Some time ago I was asked to write a piece on the subject of “Women and Climate Change” for a women’s journal, however, unfortunately the publication had to fold and the essay was returned to me.  So after some thought, I’ve decided to put it here on my blog.  It’s longer than my usual posts, more of a long-form essay, but read on—I hope you find it interesting!

In the same month that COP 28 (The annual Conference of the Parties to the UN Framework Convention on Climate Change) opened in November 2023 in Dubai, Britain’s BBC published its annual list of the 100 most influential women in the world, of which almost one quarter were women climate crusaders. Yet at COP 28, Sultan al Jabar of the United Arab Emirates maintained there was no science behind the arguments for phasing out the use of fossil fuels due to their catastrophic contribution to climate change.  It would therefore seem that in her 2022 lecture on the role of women in managing climate change, Emma Howard Boyd, Chair of Britain’s Environment Agency, hit the nail on the head when she said, “Female leadership in local, national and international policy making is vital,” adding, “Our planet is home for us all.  But globally women are on the frontline when it comes to the consequences of environmental change.”

Yet the work of women working at grass roots level—to assist in climate disasters, advocate for environmentally sound choices in everything from heating to packaging of food, and in gathering local, regional and national groups to contribute to those efforts—by and large goes unreported in the press. In an open letter prior to COP 26 in 2021, the campaign group She Changes Climate stated, “Women and girls more often face the brunt of climate related disasters than men. They are the ‘shock absorbers’ of climate change.”  The letter went on to note that climate change disproportionately impacts women’s livelihoods and food security. It drives up levels of violence against women and influences female educational and work opportunities.  Perhaps the most compelling response to the challenges inherent in global climate change comes from Canadian Katherine Hayhoe, a climate scientist and chief scientist for The Nature Conservancy in the United States.  She has been named a United Nations Champion of the Earth and one of TIME’s Most Influential People.  According to a review in The Guardian, her groundbreaking book, Saving Us: A Climate Scientist’s Case for Hope and Healing in a Divided World, is “… one of the more important books about climate change to have been written.”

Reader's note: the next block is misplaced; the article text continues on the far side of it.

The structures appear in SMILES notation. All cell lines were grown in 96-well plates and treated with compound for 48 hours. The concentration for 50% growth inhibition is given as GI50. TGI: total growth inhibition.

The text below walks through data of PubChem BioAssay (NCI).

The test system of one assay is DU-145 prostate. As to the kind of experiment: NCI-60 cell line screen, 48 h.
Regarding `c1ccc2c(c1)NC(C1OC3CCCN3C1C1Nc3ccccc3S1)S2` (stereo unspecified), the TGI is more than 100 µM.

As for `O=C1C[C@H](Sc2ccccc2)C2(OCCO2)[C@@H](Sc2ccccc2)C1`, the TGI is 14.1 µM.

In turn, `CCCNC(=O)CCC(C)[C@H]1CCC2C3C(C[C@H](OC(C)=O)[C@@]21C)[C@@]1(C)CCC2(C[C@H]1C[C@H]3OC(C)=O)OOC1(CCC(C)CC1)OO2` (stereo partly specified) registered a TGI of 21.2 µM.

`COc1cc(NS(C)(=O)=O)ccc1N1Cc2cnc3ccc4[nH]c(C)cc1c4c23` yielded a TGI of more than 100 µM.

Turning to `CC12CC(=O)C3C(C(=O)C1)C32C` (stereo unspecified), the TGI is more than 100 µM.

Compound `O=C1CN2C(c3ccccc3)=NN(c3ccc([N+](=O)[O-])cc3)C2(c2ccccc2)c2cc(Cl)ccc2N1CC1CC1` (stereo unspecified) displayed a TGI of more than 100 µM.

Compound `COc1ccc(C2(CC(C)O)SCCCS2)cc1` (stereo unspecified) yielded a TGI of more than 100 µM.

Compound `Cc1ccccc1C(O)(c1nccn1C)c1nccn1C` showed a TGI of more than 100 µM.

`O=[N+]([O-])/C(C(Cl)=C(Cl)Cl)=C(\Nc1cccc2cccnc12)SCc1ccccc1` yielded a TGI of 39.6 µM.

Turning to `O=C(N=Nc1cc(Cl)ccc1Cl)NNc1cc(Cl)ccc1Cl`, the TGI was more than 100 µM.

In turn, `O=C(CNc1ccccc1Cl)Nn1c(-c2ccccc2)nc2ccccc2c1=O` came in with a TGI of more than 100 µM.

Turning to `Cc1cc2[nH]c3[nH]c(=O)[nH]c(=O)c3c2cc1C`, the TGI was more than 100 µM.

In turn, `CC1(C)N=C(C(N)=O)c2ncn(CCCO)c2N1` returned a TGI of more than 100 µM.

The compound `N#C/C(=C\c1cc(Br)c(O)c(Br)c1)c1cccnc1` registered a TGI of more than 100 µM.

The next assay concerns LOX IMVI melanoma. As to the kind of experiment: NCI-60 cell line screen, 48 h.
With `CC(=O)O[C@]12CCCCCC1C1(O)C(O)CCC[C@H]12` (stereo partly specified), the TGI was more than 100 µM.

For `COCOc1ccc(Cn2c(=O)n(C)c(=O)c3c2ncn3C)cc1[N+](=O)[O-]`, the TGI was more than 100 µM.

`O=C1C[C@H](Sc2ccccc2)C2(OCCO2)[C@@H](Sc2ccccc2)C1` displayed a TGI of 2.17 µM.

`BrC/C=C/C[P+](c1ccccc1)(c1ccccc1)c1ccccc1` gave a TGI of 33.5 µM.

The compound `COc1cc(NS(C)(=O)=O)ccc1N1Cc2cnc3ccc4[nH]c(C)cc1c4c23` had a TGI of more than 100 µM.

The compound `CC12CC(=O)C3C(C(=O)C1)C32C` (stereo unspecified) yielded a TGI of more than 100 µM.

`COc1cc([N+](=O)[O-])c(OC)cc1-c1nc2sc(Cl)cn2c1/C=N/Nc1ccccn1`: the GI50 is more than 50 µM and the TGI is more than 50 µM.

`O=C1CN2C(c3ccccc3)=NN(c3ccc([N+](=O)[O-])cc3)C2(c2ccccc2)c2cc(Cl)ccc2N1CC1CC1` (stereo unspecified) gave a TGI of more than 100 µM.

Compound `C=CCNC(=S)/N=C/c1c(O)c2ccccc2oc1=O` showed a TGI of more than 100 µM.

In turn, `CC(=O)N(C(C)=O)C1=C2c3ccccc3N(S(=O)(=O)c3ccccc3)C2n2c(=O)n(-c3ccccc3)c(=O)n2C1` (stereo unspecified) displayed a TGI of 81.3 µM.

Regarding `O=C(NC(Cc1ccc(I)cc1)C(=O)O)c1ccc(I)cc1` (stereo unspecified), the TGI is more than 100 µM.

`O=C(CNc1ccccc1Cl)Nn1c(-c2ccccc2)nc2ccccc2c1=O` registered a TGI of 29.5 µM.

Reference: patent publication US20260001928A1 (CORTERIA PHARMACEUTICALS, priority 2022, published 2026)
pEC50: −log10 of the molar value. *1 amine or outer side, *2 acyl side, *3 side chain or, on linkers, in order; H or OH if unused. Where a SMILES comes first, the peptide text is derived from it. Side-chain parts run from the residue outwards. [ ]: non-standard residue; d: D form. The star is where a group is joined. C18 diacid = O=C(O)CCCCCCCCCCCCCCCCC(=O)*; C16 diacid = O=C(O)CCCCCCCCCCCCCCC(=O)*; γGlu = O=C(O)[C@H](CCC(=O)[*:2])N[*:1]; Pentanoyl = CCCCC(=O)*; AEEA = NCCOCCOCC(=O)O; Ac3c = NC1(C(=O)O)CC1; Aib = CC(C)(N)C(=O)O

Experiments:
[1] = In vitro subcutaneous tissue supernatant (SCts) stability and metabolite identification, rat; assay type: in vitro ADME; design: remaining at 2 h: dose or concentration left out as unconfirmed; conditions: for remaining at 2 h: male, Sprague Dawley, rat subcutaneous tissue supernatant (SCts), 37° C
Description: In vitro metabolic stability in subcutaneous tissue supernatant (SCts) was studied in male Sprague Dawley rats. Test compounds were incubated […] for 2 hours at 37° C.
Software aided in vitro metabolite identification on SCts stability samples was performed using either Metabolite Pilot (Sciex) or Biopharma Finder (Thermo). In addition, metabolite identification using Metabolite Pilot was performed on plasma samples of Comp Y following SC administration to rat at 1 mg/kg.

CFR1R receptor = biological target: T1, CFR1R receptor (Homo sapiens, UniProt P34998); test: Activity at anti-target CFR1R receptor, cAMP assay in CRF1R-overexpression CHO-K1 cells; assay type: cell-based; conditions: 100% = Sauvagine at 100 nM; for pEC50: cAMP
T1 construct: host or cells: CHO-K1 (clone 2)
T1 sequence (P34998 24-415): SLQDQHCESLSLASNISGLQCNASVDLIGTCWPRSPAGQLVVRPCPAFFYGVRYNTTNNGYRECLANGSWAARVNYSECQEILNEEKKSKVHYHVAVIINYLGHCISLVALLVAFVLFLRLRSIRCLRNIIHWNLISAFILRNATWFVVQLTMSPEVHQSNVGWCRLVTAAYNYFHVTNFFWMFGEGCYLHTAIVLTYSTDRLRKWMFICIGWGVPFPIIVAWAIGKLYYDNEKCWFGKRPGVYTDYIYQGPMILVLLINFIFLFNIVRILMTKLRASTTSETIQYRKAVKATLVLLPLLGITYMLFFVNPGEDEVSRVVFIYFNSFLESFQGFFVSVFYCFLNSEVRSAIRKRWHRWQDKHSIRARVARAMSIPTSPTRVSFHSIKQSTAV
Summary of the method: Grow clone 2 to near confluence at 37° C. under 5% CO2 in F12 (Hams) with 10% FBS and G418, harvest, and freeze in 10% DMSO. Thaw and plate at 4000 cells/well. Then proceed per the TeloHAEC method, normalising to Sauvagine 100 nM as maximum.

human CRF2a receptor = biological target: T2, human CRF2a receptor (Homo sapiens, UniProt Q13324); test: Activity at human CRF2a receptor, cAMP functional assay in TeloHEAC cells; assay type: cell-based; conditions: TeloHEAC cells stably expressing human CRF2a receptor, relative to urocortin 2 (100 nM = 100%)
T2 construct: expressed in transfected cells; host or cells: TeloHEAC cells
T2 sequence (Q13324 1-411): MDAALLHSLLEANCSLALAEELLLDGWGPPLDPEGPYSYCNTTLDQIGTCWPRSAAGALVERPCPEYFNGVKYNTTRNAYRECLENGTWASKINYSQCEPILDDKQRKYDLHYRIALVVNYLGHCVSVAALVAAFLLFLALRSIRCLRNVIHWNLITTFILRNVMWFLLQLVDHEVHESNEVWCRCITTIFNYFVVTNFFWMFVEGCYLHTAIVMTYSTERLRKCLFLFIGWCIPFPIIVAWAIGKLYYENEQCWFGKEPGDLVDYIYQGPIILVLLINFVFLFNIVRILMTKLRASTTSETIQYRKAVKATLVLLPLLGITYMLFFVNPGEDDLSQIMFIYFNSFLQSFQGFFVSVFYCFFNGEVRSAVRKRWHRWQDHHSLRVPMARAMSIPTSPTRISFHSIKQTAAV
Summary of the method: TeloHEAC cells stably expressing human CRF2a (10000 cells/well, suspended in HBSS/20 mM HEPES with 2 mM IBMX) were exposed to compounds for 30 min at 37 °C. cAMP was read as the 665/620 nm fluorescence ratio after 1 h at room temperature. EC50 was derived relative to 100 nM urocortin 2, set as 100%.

The essence of Hayhoe’s message is the power of community—and not necessarily among like-minded souls.  Hayhoe presses the point that there is a place within a given community—a sports club, for example—to spread the message that it is in all our interests to play an active part in communicating the importance of choices respectful of the planet, rather than diminishing it.

Nikki McGee of Elevated Mountain Guides, based in Utah, is an example of communicating the stewardship message within her organization. The lifelong outdoorswoman founded EMG with a mission, “To provide therapeutic outdoor adventures to people who would not otherwise have the opportunity.”  Stewardship of nature is a key value underpinning McGee’s work, as EMG strives to instill a greater appreciation of the natural world and an understanding of how best to care for it.  Asked what women bring to initiatives to protect the planet, McGee observed, “Women have the energy to get things done—I have drive and ideas, but that can be scary.”  She admits, though, that women can be full of ideas, but they don’t always come forward.  “We have to be bad asses,” she adds.  “But we’re good at building teams, finding the right people and then bringing everyone together to work toward something.”  Introducing children to the natural world is a favorite part of McGee’s work.  “Kids are like sponges,” she says.  “They absorb everything—you teach them to leave no trace, and you see the light bulb go off, and when kids get something, they’re vocal about it.  And they’re not preachy in the way that adults can be—they are so excited to share their knowledge about the environment, that it catches on when they go home.”

Nikki McGee with an Elevated Mountain Guides volunteer